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All IPCC definitions taken from Climate Change 2007: The Physical Science Basis. Working Group I Contribution to the Fourth Assessment Report of the Intergovernmental Panel on Climate Change, Annex I, Glossary, pp. 941-954. Cambridge University Press.

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The greenhouse effect and the 2nd law of thermodynamics

What the science says...

Select a level... Basic Intermediate

The 2nd law of thermodynamics is consistent with the greenhouse effect which is directly observed.

Climate Myth...

2nd law of thermodynamics contradicts greenhouse theory


"The atmospheric greenhouse effect, an idea that many authors trace back to the traditional works of Fourier 1824, Tyndall 1861, and Arrhenius 1896, and which is still supported in global climatology, essentially describes a fictitious mechanism, in which a planetary atmosphere acts as a heat pump driven by an environment that is radiatively interacting with but radiatively equilibrated to the atmospheric system. According to the second law of thermodynamics such a planetary machine can never exist." (Gerhard Gerlich)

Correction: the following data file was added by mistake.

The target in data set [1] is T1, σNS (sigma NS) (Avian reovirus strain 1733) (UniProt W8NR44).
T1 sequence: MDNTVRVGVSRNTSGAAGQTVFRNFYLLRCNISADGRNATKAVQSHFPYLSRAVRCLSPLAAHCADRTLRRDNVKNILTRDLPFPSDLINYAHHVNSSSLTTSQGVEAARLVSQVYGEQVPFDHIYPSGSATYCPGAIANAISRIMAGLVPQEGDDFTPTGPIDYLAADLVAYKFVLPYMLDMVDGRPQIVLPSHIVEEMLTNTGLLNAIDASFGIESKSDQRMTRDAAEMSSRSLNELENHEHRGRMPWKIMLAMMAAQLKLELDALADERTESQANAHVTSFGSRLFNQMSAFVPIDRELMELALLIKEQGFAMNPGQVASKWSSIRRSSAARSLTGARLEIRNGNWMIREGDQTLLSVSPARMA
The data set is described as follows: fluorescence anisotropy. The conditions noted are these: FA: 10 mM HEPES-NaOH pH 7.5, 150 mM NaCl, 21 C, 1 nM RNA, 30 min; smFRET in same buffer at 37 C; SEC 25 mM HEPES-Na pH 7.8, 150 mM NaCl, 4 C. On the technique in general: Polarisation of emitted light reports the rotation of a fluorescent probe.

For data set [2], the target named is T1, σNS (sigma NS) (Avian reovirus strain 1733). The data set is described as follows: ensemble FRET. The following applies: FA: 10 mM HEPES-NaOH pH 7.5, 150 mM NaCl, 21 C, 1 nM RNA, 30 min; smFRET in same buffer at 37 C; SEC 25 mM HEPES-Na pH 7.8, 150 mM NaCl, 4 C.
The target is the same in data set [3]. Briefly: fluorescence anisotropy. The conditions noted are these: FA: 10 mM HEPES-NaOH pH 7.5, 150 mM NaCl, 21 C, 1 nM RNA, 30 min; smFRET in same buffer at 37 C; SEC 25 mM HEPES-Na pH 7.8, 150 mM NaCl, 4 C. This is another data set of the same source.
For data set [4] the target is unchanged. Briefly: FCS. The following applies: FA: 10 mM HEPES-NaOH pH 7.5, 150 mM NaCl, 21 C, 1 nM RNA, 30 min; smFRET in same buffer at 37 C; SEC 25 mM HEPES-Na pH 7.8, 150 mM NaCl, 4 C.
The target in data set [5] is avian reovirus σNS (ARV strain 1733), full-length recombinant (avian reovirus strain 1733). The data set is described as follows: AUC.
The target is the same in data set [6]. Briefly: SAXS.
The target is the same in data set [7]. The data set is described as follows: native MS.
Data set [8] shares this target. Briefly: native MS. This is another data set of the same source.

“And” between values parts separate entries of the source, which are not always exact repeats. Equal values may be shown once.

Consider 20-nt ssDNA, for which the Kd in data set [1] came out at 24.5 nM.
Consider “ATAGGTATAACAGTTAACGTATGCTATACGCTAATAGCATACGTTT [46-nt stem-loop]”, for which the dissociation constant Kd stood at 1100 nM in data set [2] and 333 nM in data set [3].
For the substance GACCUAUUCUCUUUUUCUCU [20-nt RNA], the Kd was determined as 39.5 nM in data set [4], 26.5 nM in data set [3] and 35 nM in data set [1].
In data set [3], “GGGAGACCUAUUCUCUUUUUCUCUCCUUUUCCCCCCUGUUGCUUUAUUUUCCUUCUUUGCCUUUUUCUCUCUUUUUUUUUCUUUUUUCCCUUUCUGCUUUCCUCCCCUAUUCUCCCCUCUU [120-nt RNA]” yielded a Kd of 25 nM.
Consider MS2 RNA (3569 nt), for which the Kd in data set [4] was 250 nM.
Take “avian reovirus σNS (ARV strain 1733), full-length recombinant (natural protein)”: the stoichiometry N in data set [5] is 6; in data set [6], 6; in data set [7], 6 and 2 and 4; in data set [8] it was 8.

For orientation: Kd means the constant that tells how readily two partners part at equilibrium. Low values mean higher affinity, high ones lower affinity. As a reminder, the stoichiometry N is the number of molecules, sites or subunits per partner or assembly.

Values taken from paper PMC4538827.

Skeptics sometimes claim that the explanation for global warming contradicts the second law of thermodynamics. But does it? To answer that, first, we need to know how global warming works. Then, we need to know what the second law of thermodynamics is, and how it applies to global warming. Global warming, in a nutshell, works like this:

The sun warms the Earth. The Earth and its atmosphere radiate heat away into space. They radiate most of the heat that is received from the sun, so the average temperature of the Earth stays more or less constant. Greenhouse gases trap some of the escaping heat closer to the Earth's surface, making it harder for it to shed that heat, so the Earth warms up in order to radiate the heat more effectively. So the greenhouse gases make the Earth warmer - like a blanket conserving body heat - and voila, you have global warming. See What is Global Warming and the Greenhouse Effect for a more detailed explanation.

The second law of thermodynamics has been stated in many ways. For us, Rudolf Clausius said it best:

"Heat generally cannot flow spontaneously from a material at lower temperature to a material at higher temperature."

So if you put something hot next to something cold, the hot thing won't get hotter, and the cold thing won't get colder. That's so obvious that it hardly needs a scientist to say it, we know this from our daily lives. If you put an ice-cube into your drink, the drink doesn't boil!